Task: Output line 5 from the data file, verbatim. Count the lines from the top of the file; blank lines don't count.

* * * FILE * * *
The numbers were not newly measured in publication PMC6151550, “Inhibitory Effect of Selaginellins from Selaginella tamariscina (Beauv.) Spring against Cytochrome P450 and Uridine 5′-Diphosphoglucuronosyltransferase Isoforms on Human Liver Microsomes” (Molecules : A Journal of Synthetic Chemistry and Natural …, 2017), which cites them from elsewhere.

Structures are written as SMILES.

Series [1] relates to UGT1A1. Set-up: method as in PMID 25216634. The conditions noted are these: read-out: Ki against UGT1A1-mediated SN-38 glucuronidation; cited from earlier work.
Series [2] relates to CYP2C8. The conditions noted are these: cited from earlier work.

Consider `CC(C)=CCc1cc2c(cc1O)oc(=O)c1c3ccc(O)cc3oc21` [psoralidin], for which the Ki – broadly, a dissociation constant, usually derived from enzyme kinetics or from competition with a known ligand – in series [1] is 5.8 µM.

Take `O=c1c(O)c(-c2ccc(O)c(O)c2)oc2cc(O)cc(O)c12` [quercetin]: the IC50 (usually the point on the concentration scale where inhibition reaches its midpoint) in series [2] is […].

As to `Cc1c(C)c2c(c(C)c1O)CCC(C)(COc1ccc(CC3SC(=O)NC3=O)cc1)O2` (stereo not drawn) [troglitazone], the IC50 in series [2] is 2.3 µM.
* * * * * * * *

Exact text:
Consider `CC(C)=CCc1cc2c(cc1O)oc(=O)c1c3ccc(O)cc3oc21` [psoralidin], for which the Ki – broadly, a dissociation constant, usually derived from enzyme kinetics or from competition with a known ligand – in series [1] is 5.8 µM.